I only seem to remember doing them in P3, but we must have done them later in school too.
    I knew them all inside out, back to front blah blah, and it was so much help.
    I'm nowhere near as good at them these days, although I can still do them - just considerably slower than I could when I was at primary school!
     
  14. I remember every morning, aged 7, the whole class of 40 reciting our tables and then we would be picked on at random. I dread being asked 7x8 as I could never remember that one !
     
  15. lindenlea

    lindenlea Star commenter

    Mental questions round the class and you didn't sit down till you got them right. Tables and maths facts e.g 1/8 of a £ = 2/6, 1/16 of a £ = 1/3, 1/15 of a pound = 1/4. 22 chains in a mile, 1760 yds in a mile.
    With my Y3s we did "tables and chairs" and would stand on the chairs to chant the tables. It was a matter of great pride to get them right. Learning them wasn't hard - using them appropriately was the killer.
     
  16. We had a times table bee every week but also used to sing them for 5 mins at the start of every math lesson. We also had to write out 100 answers on a sheet each week- we had 15 mins to do it- and then we marked each others as the teacher read out the answers. We too used to say '3 times 4 is 12'...nowadays the children are often allowed to say ' 4,8,12,16 ..'etc which seems silly as they are not understanding what they are saying.
     
  17. oldsomeman

    oldsomeman Star commenter

    When I was a boy in junior school we where not allowed home till you got a 'spontaneous' table sum right....and guess who used to be always going to the back of the queue!......i still cant do them past 7*7 and have to convert them to another sum and sort of double up.We used to have daily chants,and individual recitations with my techer having great joy im giving me tables which i couldnt do......for 3 years she was my teacher and tormented me with them for all that time.......i still hate the bi***h,in those days she got me caned for not learning my tables or indeed for answering no to her request!(this was in the 50's)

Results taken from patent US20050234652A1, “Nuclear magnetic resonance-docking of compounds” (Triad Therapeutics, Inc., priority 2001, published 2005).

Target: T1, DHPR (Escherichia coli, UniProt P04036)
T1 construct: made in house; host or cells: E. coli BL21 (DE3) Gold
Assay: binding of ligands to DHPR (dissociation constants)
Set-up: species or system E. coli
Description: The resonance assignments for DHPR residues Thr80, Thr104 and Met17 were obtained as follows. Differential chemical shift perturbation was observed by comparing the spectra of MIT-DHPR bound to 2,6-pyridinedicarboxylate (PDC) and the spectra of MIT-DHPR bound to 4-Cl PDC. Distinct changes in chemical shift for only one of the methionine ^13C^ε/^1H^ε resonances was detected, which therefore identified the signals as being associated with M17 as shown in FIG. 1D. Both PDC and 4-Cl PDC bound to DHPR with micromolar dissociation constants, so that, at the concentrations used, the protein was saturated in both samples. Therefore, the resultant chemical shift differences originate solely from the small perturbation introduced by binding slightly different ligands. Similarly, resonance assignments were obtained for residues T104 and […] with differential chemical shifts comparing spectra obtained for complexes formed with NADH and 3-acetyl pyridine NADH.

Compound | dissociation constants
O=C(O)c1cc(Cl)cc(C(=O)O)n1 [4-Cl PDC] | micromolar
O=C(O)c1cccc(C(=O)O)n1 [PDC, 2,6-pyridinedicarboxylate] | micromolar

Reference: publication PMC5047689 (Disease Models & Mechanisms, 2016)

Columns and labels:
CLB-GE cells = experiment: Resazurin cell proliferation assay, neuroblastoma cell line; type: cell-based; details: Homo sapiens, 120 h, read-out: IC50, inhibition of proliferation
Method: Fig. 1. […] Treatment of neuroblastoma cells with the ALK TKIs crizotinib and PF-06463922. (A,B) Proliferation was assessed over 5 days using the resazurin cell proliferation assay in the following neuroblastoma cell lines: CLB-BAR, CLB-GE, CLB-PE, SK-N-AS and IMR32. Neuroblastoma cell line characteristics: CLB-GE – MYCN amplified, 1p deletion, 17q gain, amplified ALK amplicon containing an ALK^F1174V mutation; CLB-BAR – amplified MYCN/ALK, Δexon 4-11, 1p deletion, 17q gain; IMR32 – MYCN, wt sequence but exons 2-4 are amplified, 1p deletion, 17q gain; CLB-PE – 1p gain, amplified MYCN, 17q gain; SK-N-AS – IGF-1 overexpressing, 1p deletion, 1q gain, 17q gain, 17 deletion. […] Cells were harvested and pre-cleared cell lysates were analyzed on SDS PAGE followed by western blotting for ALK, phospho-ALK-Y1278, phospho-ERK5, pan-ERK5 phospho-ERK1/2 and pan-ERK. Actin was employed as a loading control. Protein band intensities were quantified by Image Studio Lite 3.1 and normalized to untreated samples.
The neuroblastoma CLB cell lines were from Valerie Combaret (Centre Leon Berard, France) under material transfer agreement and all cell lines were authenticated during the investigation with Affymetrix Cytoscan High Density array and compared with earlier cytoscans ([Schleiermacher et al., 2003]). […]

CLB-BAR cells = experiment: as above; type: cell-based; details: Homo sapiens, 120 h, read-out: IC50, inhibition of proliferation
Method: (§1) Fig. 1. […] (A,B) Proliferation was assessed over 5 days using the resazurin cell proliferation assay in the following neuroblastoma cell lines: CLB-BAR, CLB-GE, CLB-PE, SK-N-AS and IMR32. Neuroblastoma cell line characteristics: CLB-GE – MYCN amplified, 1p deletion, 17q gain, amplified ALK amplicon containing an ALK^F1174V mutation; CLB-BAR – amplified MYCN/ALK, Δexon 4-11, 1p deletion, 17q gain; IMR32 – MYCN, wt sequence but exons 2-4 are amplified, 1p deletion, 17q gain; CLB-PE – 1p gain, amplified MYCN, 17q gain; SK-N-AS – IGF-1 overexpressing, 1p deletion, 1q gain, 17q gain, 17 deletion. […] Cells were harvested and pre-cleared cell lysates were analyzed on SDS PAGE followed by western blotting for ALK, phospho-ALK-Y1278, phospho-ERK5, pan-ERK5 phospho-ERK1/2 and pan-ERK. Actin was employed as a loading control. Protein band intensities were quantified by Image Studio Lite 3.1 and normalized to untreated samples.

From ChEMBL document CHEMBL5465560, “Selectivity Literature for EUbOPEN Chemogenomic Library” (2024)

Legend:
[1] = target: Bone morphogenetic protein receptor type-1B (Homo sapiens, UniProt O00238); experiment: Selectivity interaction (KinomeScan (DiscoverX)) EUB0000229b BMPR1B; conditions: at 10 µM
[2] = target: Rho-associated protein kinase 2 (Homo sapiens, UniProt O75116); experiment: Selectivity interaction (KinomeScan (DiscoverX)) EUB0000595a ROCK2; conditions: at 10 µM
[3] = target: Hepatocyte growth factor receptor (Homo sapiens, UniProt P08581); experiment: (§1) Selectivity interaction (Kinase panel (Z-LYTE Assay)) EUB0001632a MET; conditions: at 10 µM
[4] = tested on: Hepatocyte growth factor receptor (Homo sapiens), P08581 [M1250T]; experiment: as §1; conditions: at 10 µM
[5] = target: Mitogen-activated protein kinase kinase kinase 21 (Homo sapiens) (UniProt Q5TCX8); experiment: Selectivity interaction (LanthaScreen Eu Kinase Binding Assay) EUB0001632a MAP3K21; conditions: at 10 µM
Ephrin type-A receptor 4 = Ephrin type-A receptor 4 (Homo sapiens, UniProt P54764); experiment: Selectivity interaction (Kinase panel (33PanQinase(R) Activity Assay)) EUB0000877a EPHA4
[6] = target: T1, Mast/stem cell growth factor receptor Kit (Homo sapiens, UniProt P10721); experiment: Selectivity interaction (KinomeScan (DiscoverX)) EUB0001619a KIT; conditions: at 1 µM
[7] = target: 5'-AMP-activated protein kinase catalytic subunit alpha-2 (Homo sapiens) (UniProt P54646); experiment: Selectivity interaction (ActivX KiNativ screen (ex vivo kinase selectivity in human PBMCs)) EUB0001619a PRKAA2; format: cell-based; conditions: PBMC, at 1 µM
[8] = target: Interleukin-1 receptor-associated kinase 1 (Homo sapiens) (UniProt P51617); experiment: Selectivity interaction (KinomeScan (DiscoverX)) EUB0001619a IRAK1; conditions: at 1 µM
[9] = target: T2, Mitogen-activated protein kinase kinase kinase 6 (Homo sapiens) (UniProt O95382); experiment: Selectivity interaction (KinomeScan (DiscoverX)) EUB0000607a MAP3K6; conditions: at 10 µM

As to tables i learnt them better when i had male teachers in secondary school,there we recited and also practiced them in speed compotitions
     
  18. 1971 at 5/6 years old we recited from 1 1 is 1 to 12 12's are 144 every morning. I can't remember being tested on them. When I was that age, if I was asked 7 7's I would have to start at 1x 7 and work through but after a while, it became embedded. As a teacher, I think that learning your times tables is vital. I used various methods, and rote was replaced by songs ( I picked up a fab tape in the US that the kids loved.) I would also focus on one times table a week, starting with 10, then 2 then 5 then 4- ending with 7. There is lots of 'magic' associated with them. We all know the 9x pattern, but there is also a finger method for 6,7,8,9's.
    One strategy that I found the kids liked and helped was to make a sheet with 100 calculations on- based around the week's focus times table. Everyone has 5 mins to do it. ( And in silence!) The progress was to either 1) finish more calculations the next day or 2) improve your time (Pupils had to shout out when they finished and I would give them their time.) Praise went to whoever improved rather than just the people who got the best score. I would get the pupils to swap papers and peer mark as it would have been horrendous to mark them all every day. ( But I would quickly check myself.) On the Friday there would be divisions, and for extention a sheet with multiples of 10 x whatever, so 30 x 7, or decimals- 0.7 x 5 etc. I miss teaching maths!
     
  19. InkyP

    InkyP Star commenter

    I could never learn by rote. I still have to work them out in my head and I can do this very quickly - I just developed other strategies.
     
  20. Steps song 5678 ( 56 is 7x8)